GPS interference had a serious impact on the war

GPS interference had a serious impact on the war

When the Iraq War broke out in 2003, the Iraqi army used a Russian-made GPS signal jamming system to destroy the US military's guided weapons system, creating a sensation. South Korean military officials are doing their best to develop countermeasures in the event of a war, fearing that the equipment could cause similar damage to the South and its allies.

GPS scrambler are so sensitive that they also cause accidental interference. In one case, a VHF / UHF TV antenna preamplifier in Monterey Bay, California generated three or more interfering signals. The signal strength of the preamp is sufficient to push the GPS completely into a radius of 1km above sea level. The authors of the report speculate that similar sources could interfere with aeronautical GPS receivers within 50 km if transmitted using omnidirectional antennas.

Long-range air-to-ground cruise missiles, including Tomahawk cruise missiles, are also GPS-guided. The advantage of a GPS-based weapon system is that it can accurately attack the target despite bad weather and complex terrain. Their drawback is that even if the signal is weak, it can easily get stuck.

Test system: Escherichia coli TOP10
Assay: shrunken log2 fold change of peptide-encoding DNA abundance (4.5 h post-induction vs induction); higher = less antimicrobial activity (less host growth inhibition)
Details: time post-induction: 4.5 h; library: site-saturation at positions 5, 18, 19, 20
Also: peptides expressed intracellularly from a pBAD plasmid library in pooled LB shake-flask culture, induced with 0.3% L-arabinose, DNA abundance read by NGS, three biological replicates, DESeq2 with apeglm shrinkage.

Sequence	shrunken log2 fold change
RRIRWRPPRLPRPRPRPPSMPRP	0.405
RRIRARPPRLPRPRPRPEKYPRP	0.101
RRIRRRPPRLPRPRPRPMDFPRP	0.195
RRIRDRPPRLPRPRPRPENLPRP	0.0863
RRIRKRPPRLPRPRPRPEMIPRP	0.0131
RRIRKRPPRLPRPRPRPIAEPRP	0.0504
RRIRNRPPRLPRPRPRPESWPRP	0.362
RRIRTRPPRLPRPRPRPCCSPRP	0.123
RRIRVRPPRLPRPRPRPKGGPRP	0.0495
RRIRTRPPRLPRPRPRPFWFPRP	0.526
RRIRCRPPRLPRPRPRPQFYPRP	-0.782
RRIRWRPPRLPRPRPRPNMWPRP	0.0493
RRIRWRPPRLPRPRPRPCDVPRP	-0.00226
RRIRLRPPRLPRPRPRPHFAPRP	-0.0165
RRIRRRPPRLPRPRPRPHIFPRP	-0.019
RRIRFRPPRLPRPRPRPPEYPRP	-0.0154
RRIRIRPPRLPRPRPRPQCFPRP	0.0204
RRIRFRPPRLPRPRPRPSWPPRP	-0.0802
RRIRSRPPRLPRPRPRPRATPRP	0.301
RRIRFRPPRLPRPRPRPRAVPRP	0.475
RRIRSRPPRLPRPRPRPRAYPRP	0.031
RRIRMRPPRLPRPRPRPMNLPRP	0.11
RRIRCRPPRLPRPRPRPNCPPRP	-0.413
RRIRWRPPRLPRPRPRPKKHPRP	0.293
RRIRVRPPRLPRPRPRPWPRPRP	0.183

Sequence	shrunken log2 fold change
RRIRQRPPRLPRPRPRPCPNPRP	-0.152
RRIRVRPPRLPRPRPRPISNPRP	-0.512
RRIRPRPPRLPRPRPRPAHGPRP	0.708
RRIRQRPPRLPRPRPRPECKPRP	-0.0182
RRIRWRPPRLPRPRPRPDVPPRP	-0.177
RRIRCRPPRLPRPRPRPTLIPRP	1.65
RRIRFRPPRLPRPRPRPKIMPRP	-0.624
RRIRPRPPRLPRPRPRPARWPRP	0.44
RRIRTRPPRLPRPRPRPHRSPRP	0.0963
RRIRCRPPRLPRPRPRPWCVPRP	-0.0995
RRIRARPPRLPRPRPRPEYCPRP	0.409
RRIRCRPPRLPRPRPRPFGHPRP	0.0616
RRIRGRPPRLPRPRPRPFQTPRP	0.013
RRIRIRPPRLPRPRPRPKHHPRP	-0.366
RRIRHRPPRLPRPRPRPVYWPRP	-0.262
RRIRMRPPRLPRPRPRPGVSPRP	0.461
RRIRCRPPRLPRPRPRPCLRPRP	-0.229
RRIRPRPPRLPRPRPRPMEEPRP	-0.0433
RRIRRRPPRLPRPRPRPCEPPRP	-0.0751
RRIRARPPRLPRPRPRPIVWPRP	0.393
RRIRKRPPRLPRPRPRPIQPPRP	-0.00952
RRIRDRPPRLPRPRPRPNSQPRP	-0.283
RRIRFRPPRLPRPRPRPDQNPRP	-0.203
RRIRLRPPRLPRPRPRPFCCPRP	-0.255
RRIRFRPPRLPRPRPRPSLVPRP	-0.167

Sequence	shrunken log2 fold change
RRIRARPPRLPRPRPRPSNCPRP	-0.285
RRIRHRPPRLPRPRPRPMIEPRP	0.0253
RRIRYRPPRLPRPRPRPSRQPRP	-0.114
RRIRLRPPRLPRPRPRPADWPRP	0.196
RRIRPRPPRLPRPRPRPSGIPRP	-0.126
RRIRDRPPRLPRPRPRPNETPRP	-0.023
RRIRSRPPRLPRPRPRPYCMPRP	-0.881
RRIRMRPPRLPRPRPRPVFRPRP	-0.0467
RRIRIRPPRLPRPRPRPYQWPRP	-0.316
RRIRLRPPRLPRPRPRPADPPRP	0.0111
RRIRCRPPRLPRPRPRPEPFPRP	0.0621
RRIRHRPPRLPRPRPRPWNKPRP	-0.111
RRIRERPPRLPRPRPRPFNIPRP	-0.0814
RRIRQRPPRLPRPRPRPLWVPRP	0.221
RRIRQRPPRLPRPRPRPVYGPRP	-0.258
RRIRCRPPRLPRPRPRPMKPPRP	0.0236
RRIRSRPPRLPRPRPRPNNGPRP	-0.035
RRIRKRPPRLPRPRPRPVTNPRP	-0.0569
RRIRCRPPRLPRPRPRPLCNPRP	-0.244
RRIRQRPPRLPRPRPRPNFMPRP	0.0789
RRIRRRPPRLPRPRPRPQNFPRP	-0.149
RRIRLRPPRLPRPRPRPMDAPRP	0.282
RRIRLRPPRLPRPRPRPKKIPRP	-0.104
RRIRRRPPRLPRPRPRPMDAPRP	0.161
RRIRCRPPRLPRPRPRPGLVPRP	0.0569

Seoul told North Korea in a letter issued Monday that since March 31, North Korea has blocked GPS signals in South Korea, threatening the safety of civilian aircraft and ships, and violating international agreements. Told.

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South Korea's UN ambassador, Oh Jun, said electronic mobile phone signal interference signals from five regions of North Korea (Heju, Yang An, Pyongyang, Jin Jiang, and Kaesong) "had a dangerous impact" on GPS.

The South Korean government reported that North Korea had imported about 20 communications and radar signal blocker from the former Soviet Union. The in-vehicle device was reportedly deployed near the border and interfered with GPS signals within a range of 50-100 kilometers.

A few years ago, when satellites were touted as the only navigation method in the aviation industry from takeoff to landing, former FAA administrator Langhornbond painted a dark winter night on the east coast. The weather is below the limit. In that case, terrorist GPS interference could be a "weapon of mass destruction," he said. The FAA considers this an unfounded speculation. However, in a recent report on GPS-dependent ADS-B, DOT inspectors took the issue more seriously and called on the FAA to "work with US intelligence to assess this potential threat." I did.

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